nourishing Norfolk

Nourishing Norfolk was launched by Norfolk Community Foundation in 2020 in response to an increased demand for affordable food. Three years on, the programme has established 17 affordable ‘food hubs’ across the county. 

Manager Mally on left with a volunteer at the feed social supermarket) credit The Feed

Over 6,000 households have signed up to be members of their local hub, giving themselves access to affordable food and pathways out of food insecurity. While food banks are a lifeline when there’s nothing in the cupboard, food hubs help prevent people from falling into crisis by providing a place to shop locally on a budget. Furthermore, hubs link people to services such as debt advice or cooking classes that then provide routes out of food poverty for good.

The Feed Social Supermarket in Hall Road is one of the 17 food hubs operating in Norfolk. Manager Mally told us about his journey to the Social Supermarket, which opened on Hall Road at the end of 2022: “I became homeless and I then had to use the soup kitchen. Then I got told this place [the Community Supermarket] was opening up… I started as a customer, then a volunteer, then I went for assistant manager and now I’m the manager!” The food hubs are designed to give people access to these pathways away from food insecurity, letting them take control – whether that’s of their budget, their career, or their life as a whole.

Tori and Lauren receive a donation of Slow Cookers from Wroxham and Hoveton Lions Club

“This is the only project of its kind anywhere, and it’s happening right here in Norfolk,” said Graeme Tolley, Community Development Manager at Norfolk Community Foundation, “The Foundation is delivering funding, support, and resources, but it is each individual hub that makes a difference on the ground. Every hub offers something different by responding directly to local needs.”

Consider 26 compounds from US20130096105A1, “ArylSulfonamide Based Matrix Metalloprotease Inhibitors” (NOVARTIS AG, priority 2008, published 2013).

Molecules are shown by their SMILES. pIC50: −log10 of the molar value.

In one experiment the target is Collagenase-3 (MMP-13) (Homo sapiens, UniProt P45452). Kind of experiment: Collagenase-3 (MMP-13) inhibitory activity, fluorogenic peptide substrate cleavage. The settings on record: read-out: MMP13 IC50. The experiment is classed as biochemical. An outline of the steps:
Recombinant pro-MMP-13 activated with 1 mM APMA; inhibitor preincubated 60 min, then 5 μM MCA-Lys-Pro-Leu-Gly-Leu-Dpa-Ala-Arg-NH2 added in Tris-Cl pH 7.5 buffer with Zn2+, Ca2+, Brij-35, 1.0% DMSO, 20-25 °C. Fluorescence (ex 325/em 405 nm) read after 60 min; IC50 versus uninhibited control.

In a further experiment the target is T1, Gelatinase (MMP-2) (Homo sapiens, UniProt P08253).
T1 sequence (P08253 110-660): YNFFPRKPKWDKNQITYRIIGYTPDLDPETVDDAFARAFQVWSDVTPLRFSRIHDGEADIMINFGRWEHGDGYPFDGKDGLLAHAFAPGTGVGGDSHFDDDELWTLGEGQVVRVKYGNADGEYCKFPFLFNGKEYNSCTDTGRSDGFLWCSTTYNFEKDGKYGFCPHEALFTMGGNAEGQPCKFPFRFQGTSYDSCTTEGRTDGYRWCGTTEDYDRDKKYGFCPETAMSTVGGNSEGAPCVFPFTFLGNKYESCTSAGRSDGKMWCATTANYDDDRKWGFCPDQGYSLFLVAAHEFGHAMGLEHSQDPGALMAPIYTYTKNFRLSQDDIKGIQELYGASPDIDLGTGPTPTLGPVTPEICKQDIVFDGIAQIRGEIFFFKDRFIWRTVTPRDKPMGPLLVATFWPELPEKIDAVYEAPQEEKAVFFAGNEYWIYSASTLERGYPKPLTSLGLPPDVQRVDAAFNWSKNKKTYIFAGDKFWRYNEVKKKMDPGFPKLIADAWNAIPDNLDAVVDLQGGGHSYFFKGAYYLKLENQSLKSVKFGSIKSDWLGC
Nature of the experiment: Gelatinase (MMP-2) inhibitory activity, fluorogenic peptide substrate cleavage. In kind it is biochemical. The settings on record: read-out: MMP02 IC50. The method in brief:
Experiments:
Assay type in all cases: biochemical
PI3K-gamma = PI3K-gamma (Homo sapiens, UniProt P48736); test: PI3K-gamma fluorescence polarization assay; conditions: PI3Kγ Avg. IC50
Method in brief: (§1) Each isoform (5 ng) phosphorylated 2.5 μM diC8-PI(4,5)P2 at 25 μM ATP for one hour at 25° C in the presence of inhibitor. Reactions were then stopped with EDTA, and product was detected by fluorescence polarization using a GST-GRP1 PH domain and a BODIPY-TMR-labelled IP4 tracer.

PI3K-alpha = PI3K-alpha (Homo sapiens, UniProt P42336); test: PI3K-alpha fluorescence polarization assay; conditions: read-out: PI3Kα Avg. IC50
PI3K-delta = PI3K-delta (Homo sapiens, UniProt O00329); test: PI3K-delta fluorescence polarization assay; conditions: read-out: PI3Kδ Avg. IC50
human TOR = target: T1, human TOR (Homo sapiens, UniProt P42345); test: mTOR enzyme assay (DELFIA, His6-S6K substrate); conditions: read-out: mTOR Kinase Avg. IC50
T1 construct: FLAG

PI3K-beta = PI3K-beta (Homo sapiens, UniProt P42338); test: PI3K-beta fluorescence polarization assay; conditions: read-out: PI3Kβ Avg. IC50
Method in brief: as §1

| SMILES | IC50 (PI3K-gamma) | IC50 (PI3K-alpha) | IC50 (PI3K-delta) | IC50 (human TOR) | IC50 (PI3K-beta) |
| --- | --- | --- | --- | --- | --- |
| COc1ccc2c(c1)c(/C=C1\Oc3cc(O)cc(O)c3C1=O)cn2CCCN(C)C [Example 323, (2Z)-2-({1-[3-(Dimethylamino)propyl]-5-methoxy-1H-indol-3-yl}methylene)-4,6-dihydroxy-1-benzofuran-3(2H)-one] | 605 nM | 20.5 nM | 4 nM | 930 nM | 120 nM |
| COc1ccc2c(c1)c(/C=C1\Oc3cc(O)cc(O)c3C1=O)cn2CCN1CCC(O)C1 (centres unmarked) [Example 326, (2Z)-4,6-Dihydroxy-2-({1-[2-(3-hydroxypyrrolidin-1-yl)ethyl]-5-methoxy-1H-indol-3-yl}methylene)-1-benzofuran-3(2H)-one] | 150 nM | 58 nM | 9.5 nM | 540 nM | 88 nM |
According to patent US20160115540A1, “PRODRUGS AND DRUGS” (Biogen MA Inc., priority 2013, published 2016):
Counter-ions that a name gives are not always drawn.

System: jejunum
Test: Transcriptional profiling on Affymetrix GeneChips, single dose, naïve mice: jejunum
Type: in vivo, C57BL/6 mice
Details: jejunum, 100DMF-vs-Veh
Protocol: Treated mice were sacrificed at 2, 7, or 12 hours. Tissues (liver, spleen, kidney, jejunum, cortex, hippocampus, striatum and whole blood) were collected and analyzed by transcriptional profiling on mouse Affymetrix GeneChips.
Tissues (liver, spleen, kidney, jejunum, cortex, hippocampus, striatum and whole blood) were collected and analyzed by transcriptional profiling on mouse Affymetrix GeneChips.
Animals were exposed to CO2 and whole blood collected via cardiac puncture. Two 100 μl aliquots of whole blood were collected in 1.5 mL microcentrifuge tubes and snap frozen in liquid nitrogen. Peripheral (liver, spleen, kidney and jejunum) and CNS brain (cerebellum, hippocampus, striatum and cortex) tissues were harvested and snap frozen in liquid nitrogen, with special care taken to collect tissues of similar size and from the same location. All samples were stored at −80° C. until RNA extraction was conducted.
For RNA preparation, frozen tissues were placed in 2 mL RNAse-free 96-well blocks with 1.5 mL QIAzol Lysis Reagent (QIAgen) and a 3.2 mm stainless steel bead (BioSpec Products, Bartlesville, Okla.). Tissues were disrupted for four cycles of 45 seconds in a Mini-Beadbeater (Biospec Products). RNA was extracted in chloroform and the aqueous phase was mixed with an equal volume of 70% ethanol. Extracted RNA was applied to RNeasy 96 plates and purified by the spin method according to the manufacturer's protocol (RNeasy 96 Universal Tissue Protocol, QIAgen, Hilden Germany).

Challenges in the city where The Feed Social Supermarket operates are different to the issues facing 60% of people in Norfolk that live in rural areas, for example. Due to a lack of affordable supermarkets, and higher fuel and travel costs, the expense of securing food is higher on the coast. This puts pressure on other bills, leading people to choose between heating their homes or eating food every day. The Coastal Community Supermarket operates as a ‘pop-up’ food hub across villages in North Norfolk, helping reduce pressure on bills by offering more affordable food options at a local level.

Helen and the Coastal Community Supermarket Van

The Nourishing Norfolk programme is set to expand even further this year. There will be an additional eight hubs open by the summer, bringing the total to 25. After a successful trial, a warehouse and delivery service operated in partnership with Norse Group will soon be making regular deliveries across the food hubs. Victoria Lewis, who manages the new distribution centre, is also responsible for getting local food producers involved. She said: “Hubs have had great successes linking up with local farmers. I know how important this is for local growers to have their surpluses feeding local people, and we’d like more to get on board to help their local community.” 

If you would like to learn more about the project, get involved or donate, please go to

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